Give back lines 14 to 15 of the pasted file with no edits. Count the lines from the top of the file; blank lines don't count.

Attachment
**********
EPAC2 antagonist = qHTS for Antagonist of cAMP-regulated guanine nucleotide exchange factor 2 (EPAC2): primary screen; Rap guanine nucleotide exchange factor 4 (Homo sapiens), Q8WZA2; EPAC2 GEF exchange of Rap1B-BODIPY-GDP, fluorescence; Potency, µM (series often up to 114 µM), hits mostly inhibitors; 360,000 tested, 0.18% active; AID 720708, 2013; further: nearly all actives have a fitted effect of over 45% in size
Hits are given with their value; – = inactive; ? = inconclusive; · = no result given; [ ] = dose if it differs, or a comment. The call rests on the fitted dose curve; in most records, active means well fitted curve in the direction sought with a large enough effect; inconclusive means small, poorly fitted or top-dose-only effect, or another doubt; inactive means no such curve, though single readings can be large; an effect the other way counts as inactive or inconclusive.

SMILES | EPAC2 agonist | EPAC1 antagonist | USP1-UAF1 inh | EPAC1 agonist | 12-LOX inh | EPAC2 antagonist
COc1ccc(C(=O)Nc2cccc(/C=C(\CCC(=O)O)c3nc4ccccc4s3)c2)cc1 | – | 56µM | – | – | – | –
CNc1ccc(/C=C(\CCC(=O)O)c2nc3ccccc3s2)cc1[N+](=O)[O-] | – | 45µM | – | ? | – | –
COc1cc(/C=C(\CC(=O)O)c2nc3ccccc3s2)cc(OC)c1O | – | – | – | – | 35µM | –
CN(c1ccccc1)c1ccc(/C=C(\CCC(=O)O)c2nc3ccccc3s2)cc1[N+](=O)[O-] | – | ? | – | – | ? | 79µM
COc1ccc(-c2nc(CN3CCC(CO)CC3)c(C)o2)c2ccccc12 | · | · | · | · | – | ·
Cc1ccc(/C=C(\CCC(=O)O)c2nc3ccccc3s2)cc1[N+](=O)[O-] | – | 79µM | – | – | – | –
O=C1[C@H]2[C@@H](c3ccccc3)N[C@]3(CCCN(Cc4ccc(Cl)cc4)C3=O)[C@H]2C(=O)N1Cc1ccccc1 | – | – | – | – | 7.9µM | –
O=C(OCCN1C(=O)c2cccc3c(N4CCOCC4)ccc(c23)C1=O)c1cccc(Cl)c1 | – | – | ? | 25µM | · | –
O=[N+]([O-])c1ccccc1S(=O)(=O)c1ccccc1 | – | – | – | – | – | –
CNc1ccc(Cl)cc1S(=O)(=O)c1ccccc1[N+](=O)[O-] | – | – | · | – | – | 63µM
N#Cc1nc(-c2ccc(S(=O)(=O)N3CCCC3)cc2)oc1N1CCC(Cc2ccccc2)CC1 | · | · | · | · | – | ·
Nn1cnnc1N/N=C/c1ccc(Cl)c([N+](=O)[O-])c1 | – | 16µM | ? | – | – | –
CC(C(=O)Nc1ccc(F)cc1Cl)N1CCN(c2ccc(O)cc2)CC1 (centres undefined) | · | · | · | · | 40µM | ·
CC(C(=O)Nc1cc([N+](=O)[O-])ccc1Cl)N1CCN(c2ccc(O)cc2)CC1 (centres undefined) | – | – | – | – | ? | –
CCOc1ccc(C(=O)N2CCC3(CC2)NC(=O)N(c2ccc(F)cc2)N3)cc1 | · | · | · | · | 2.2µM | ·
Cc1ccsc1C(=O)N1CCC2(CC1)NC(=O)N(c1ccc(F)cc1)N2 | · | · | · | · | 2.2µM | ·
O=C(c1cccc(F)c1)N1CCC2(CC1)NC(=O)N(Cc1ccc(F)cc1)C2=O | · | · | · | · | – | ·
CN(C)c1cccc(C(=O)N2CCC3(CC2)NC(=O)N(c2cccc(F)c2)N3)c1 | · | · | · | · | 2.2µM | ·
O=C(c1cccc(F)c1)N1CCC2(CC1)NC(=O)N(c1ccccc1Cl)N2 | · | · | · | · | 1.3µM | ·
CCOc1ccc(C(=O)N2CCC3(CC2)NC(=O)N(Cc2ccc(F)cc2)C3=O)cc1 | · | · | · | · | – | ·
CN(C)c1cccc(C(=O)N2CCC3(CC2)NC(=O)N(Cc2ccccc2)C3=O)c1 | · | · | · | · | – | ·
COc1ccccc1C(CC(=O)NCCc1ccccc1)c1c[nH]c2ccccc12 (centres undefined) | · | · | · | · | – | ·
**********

N#Cc1nc(-c2ccc(S(=O)(=O)N3CCCC3)cc2)oc1N1CCC(Cc2ccccc2)CC1 | · | · | · | · | – | ·
Nn1cnnc1N/N=C/c1ccc(Cl)c([N+](=O)[O-])c1 | – | 16µM | ? | – | – | –